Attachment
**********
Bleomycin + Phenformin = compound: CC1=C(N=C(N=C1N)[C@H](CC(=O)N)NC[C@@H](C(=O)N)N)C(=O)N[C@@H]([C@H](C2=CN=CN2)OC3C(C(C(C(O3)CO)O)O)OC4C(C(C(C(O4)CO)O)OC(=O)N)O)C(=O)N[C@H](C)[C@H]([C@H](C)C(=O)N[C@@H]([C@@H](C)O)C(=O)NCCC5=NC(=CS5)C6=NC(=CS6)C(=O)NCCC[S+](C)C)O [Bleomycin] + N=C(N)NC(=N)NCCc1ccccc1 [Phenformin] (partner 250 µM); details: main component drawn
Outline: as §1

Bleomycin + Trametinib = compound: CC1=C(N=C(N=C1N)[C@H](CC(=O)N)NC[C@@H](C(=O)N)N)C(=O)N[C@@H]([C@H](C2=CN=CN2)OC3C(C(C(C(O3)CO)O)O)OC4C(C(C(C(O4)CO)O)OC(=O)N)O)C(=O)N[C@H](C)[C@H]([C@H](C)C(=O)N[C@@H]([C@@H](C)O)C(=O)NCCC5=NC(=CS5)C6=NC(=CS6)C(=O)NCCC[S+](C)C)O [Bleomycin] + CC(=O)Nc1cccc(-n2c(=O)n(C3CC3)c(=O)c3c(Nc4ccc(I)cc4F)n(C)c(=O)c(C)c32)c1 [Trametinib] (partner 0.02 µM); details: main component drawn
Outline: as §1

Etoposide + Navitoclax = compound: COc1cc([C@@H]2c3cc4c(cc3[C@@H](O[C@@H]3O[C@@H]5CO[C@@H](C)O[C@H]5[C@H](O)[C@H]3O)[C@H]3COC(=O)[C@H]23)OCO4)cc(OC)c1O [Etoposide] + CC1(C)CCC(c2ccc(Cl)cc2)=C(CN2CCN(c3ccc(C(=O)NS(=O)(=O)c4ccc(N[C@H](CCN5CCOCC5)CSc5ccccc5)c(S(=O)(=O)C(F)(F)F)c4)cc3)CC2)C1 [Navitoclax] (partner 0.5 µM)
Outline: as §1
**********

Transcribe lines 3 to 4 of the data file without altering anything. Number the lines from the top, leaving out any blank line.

Bleomycin + Trametinib = compound: CC1=C(N=C(N=C1N)[C@H](CC(=O)N)NC[C@@H](C(=O)N)N)C(=O)N[C@@H]([C@H](C2=CN=CN2)OC3C(C(C(C(O3)CO)O)O)OC4C(C(C(C(O4)CO)O)OC(=O)N)O)C(=O)N[C@H](C)[C@H]([C@H](C)C(=O)N[C@@H]([C@@H](C)O)C(=O)NCCC5=NC(=CS5)C6=NC(=CS6)C(=O)NCCC[S+](C)C)O [Bleomycin] + CC(=O)Nc1cccc(-n2c(=O)n(C3CC3)c(=O)c3c(Nc4ccc(I)cc4F)n(C)c(=O)c(C)c32)c1 [Trametinib] (partner 0.02 µM); details: main component drawn
Outline: as §1